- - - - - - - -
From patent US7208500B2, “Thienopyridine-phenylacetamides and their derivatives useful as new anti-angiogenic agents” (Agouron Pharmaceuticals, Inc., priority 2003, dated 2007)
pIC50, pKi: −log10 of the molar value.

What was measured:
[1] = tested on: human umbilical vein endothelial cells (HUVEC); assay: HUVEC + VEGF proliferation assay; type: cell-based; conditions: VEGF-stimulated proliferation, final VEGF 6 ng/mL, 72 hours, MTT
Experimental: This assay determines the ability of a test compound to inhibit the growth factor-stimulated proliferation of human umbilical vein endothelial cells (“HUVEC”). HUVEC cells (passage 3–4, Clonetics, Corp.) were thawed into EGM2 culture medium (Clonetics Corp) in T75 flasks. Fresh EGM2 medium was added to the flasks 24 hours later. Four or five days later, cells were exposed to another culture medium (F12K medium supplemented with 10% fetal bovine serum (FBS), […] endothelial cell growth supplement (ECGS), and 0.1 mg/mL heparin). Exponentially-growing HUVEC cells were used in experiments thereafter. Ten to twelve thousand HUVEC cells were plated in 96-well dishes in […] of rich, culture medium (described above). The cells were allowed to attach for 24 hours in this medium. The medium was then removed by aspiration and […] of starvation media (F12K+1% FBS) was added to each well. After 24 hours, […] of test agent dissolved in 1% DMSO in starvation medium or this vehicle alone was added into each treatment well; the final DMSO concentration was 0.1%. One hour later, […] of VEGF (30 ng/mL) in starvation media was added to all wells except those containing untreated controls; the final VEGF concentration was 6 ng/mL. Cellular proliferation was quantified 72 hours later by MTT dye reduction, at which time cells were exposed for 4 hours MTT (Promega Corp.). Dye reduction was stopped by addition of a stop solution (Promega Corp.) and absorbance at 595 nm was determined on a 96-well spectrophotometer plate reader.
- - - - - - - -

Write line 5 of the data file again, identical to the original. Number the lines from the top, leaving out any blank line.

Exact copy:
Experimental: This assay determines the ability of a test compound to inhibit the growth factor-stimulated proliferation of human umbilical vein endothelial cells (“HUVEC”). HUVEC cells (passage 3–4, Clonetics, Corp.) were thawed into EGM2 culture medium (Clonetics Corp) in T75 flasks. Fresh EGM2 medium was added to the flasks 24 hours later. Four or five days later, cells were exposed to another culture medium (F12K medium supplemented with 10% fetal bovine serum (FBS), […] endothelial cell growth supplement (ECGS), and 0.1 mg/mL heparin). Exponentially-growing HUVEC cells were used in experiments thereafter. Ten to twelve thousand HUVEC cells were plated in 96-well dishes in […] of rich, culture medium (described above). The cells were allowed to attach for 24 hours in this medium. The medium was then removed by aspiration and […] of starvation media (F12K+1% FBS) was added to each well. After 24 hours, […] of test agent dissolved in 1% DMSO in starvation medium or this vehicle alone was added into each treatment well; the final DMSO concentration was 0.1%. One hour later, […] of VEGF (30 ng/mL) in starvation media was added to all wells except those containing untreated controls; the final VEGF concentration was 6 ng/mL. Cellular proliferation was quantified 72 hours later by MTT dye reduction, at which time cells were exposed for 4 hours MTT (Promega Corp.). Dye reduction was stopped by addition of a stop solution (Promega Corp.) and absorbance at 595 nm was determined on a 96-well spectrophotometer plate reader.